Alaska's Borgman strikes rowing gold

Posted: Monday, July 30, 2001

PENNSAUKEN, N.J. -- The best rower from Homer, Alaska, continued to catch up with the rest of the country Saturday as Stacey Borgman won a pair of gold medals at the U.S. Rowing national championships on Cooper River.

Borgman, 26, finished first in the elite women's single scull competition in the morning, turning in a time of 7 minutes, 55.50 seconds, then completed her day by rowing home first with Abigail Cromwell, Marney Jaastad and Jen Edwards in the elite lightweight quad scull (6:48.07). That quad lineup, with Borgman stroking from the four seat, will represent the United States at the world championships in Switzerland next month.

A law student at Lewis & Clark College in Portland, Ore., Borgman goes for the hat trick Sunday when she will team with Cromwell in the final of the lightweight double, a preview of her Olympic aspirations for 2004.

The national championships, a five-day regatta with 111 events and nearly 1,800 competitors, conclude Sunday with more than 30 races beginning at 8 a.m. and stretching into early afternoon on the river near Philadelphia.

Not surprisingly, Borgman didn't begin rowing in Alaska, where she grew up on the tip of the Kenai Peninsula south of Anchorage. Her competitive career began with Barnard College at Columbia University and has continued since her move to Portland, where she is affiliated with both Portland Rowing Unlimited and Pocock Rowing of Seattle.

She does have one ready reminder of home, however, and that is the single scull she rowed to the gold medal Saturday. Friends from her hometown, including a fisherman who hired Borgman to work at his packing plant during her high school summers, pitched in to buy her a scull several years ago. That was at least a small payoff for working 15-hour days putting halibut and salmon into plastic bags.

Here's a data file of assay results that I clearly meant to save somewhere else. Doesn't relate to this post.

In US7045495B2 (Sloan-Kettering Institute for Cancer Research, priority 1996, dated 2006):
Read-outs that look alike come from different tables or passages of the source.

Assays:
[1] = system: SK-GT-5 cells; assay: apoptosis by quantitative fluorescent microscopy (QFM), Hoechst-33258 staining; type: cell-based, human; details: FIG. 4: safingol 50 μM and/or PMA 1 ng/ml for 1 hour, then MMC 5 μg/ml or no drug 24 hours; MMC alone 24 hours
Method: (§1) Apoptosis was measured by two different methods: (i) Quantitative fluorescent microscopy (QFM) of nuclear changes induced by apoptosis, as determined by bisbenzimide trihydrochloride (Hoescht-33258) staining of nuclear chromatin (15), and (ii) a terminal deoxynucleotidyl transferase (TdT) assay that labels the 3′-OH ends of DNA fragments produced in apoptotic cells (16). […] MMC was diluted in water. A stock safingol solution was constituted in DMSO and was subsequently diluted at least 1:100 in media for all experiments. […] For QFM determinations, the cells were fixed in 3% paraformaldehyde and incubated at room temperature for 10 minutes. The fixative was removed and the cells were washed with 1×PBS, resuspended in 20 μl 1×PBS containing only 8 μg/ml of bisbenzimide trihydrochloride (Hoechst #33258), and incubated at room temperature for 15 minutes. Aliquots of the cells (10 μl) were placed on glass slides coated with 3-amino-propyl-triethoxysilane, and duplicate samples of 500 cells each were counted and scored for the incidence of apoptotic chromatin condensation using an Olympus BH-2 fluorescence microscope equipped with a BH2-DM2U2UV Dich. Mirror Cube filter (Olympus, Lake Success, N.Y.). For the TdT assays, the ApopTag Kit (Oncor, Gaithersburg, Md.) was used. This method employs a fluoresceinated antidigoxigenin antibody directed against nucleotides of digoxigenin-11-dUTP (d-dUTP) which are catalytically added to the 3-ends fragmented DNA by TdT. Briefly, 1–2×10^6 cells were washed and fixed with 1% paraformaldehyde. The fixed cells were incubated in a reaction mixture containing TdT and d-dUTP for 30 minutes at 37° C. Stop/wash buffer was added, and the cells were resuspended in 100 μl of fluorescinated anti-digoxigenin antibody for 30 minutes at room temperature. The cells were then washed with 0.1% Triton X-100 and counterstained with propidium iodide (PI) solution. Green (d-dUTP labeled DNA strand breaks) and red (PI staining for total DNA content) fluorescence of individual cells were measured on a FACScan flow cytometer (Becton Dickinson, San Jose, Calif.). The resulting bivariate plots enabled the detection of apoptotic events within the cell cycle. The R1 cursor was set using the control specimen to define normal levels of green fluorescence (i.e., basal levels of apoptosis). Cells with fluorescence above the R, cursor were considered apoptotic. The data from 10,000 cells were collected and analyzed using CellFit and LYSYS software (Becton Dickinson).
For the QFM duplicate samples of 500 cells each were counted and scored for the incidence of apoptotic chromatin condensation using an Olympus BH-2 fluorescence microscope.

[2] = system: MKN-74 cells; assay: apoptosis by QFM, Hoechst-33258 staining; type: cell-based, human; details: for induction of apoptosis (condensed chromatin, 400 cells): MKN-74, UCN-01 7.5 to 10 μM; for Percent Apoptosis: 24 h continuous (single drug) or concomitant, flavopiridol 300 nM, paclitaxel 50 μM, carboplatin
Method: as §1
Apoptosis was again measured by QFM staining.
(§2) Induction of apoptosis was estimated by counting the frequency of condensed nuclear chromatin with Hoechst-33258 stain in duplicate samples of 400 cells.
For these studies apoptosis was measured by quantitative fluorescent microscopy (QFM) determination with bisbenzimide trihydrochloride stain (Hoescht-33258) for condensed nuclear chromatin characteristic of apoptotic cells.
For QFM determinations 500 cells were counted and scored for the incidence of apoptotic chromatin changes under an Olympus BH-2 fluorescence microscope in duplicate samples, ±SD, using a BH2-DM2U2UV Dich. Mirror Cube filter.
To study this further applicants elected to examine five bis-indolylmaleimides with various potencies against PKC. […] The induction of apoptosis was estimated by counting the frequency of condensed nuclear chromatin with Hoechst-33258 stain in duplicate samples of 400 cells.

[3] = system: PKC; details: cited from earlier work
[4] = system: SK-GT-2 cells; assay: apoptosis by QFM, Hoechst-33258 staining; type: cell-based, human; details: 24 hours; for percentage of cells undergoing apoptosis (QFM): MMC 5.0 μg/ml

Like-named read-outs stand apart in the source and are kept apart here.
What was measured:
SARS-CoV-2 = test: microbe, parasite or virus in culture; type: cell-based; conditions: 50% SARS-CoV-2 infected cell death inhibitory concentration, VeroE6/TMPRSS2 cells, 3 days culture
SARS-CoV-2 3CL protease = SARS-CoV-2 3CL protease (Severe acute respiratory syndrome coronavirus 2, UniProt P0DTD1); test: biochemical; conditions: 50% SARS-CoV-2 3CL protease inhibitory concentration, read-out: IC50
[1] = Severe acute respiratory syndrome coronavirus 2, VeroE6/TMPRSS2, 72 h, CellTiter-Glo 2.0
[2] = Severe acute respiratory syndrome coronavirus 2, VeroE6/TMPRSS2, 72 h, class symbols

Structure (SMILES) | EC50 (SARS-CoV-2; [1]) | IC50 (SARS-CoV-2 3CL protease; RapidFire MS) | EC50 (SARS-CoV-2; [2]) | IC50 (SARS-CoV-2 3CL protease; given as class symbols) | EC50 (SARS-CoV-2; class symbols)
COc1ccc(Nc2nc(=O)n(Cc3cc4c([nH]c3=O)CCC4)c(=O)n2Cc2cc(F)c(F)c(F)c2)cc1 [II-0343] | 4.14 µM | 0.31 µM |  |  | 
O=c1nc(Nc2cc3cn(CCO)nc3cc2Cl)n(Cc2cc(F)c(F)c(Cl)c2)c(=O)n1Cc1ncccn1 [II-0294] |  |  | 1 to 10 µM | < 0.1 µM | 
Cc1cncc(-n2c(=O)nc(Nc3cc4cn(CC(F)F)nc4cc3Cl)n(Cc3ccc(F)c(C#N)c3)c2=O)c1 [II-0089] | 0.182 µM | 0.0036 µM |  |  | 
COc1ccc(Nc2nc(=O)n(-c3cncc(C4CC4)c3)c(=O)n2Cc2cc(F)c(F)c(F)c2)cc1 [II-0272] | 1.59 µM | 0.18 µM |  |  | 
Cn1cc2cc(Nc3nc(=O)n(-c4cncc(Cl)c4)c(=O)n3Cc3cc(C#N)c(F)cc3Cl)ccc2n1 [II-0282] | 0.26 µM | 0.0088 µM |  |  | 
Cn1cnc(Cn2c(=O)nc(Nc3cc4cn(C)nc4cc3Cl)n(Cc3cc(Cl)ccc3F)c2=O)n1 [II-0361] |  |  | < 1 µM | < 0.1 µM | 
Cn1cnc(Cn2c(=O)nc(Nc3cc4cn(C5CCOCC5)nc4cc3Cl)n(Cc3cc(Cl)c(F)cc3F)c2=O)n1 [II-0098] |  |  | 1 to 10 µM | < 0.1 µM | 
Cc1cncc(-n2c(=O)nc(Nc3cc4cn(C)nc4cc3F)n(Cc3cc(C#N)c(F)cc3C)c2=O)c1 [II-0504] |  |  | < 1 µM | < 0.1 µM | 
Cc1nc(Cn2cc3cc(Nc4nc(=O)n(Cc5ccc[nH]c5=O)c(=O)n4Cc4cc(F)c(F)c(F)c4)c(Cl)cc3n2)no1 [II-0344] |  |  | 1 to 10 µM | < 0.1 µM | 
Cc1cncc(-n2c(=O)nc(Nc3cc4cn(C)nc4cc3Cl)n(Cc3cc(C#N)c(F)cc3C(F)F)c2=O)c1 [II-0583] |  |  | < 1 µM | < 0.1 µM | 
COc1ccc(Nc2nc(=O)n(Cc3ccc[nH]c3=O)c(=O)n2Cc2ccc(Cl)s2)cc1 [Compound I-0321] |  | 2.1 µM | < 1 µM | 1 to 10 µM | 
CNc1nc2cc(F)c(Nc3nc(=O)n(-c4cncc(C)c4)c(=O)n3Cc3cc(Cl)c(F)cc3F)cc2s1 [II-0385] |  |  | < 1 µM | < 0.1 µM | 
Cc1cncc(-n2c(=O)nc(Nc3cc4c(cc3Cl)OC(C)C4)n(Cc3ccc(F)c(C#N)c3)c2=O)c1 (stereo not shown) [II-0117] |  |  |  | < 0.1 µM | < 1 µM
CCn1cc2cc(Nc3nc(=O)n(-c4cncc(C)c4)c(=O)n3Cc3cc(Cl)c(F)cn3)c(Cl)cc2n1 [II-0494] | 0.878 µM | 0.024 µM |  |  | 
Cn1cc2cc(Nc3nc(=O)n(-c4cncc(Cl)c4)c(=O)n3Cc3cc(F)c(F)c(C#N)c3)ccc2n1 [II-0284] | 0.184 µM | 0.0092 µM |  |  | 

"After a while, you don't smell it at all," Borgman said.

Borgman has been concentrating on the quad recently as her team qualified for the world regatta and prepared for Saturday's national championship, but she was very happy to be back in the single as well.

"I love rowing the single," she said. "I don't have that much opportunity to race it. I was a little rough off the start (Saturday) because I'm so used to the quad, which is a much faster boat. The single is much more of an endurance piece."

Borgman knows something about enduring. She won her first U.S. championship, in the single, just two days after getting cut from the national lightweight selection camp in 1999. Last year, she didn't fare well at the Olympic trials in the double, but did make the world championship team in the lightweight pair along with Katherine Humblet. They won a silver medal.

Now, Borgman appears to be hitting her stride in both ability and confidence, solidifying her plans to stay in the sport at least through the 2004 Olympics. The first stop will be the world championships next month and another taste of international competition.

"It was a great experience last year," Borgman said. "It's fun to get to compete at a level like that."

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